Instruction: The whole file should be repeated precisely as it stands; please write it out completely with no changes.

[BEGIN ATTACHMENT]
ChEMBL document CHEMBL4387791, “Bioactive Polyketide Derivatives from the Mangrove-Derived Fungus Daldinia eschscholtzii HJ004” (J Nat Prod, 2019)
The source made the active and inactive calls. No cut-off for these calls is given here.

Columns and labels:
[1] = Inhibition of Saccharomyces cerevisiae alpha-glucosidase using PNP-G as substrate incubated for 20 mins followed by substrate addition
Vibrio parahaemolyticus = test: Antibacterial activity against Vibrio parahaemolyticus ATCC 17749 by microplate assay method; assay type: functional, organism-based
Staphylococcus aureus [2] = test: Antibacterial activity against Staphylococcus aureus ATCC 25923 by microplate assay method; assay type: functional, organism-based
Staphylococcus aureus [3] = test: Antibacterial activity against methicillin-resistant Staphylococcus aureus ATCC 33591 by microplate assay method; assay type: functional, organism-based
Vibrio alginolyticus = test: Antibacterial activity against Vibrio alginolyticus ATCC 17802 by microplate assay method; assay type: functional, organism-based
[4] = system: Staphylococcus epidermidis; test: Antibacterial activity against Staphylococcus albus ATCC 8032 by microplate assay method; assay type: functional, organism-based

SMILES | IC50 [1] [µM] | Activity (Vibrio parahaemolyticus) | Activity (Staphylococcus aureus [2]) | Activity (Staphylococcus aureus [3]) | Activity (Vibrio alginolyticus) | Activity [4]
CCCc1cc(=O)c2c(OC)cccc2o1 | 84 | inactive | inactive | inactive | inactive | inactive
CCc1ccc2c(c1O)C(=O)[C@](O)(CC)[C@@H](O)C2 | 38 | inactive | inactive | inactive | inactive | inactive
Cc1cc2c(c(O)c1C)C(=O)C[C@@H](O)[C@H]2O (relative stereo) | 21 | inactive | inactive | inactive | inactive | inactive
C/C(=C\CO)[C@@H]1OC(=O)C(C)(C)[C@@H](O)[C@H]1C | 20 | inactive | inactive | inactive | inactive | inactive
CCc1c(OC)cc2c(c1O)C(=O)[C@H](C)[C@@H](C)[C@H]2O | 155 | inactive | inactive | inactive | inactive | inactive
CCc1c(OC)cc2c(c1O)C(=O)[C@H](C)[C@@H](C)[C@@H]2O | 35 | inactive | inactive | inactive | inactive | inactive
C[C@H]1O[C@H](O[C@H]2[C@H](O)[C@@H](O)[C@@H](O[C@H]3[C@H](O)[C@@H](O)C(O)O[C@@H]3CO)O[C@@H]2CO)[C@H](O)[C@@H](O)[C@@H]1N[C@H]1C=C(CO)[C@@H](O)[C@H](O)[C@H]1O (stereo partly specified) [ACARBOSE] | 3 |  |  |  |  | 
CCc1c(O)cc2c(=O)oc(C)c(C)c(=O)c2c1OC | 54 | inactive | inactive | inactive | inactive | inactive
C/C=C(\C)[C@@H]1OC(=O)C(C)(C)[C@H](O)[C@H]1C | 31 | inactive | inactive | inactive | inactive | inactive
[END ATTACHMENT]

ChEMBL document CHEMBL4387791, “Bioactive Polyketide Derivatives from the Mangrove-Derived Fungus Daldinia eschscholtzii HJ004” (J Nat Prod, 2019)
The source made the active and inactive calls. No cut-off for these calls is given here.

Columns and labels:
[1] = Inhibition of Saccharomyces cerevisiae alpha-glucosidase using PNP-G as substrate incubated for 20 mins followed by substrate addition
Vibrio parahaemolyticus = test: Antibacterial activity against Vibrio parahaemolyticus ATCC 17749 by microplate assay method; assay type: functional, organism-based
Staphylococcus aureus [2] = test: Antibacterial activity against Staphylococcus aureus ATCC 25923 by microplate assay method; assay type: functional, organism-based
Staphylococcus aureus [3] = test: Antibacterial activity against methicillin-resistant Staphylococcus aureus ATCC 33591 by microplate assay method; assay type: functional, organism-based
Vibrio alginolyticus = test: Antibacterial activity against Vibrio alginolyticus ATCC 17802 by microplate assay method; assay type: functional, organism-based
[4] = system: Staphylococcus epidermidis; test: Antibacterial activity against Staphylococcus albus ATCC 8032 by microplate assay method; assay type: functional, organism-based

SMILES | IC50 [1] [µM] | Activity (Vibrio parahaemolyticus) | Activity (Staphylococcus aureus [2]) | Activity (Staphylococcus aureus [3]) | Activity (Vibrio alginolyticus) | Activity [4]
CCCc1cc(=O)c2c(OC)cccc2o1 | 84 | inactive | inactive | inactive | inactive | inactive
CCc1ccc2c(c1O)C(=O)[C@](O)(CC)[C@@H](O)C2 | 38 | inactive | inactive | inactive | inactive | inactive
Cc1cc2c(c(O)c1C)C(=O)C[C@@H](O)[C@H]2O (relative stereo) | 21 | inactive | inactive | inactive | inactive | inactive
C/C(=C\CO)[C@@H]1OC(=O)C(C)(C)[C@@H](O)[C@H]1C | 20 | inactive | inactive | inactive | inactive | inactive
CCc1c(OC)cc2c(c1O)C(=O)[C@H](C)[C@@H](C)[C@H]2O | 155 | inactive | inactive | inactive | inactive | inactive
CCc1c(OC)cc2c(c1O)C(=O)[C@H](C)[C@@H](C)[C@@H]2O | 35 | inactive | inactive | inactive | inactive | inactive
C[C@H]1O[C@H](O[C@H]2[C@H](O)[C@@H](O)[C@@H](O[C@H]3[C@H](O)[C@@H](O)C(O)O[C@@H]3CO)O[C@@H]2CO)[C@H](O)[C@@H](O)[C@@H]1N[C@H]1C=C(CO)[C@@H](O)[C@H](O)[C@H]1O (stereo partly specified) [ACARBOSE] | 3 |  |  |  |  | 
CCc1c(O)cc2c(=O)oc(C)c(C)c(=O)c2c1OC | 54 | inactive | inactive | inactive | inactive | inactive
C/C=C(\C)[C@@H]1OC(=O)C(C)(C)[C@H](O)[C@H]1C | 31 | inactive | inactive | inactive | inactive | inactive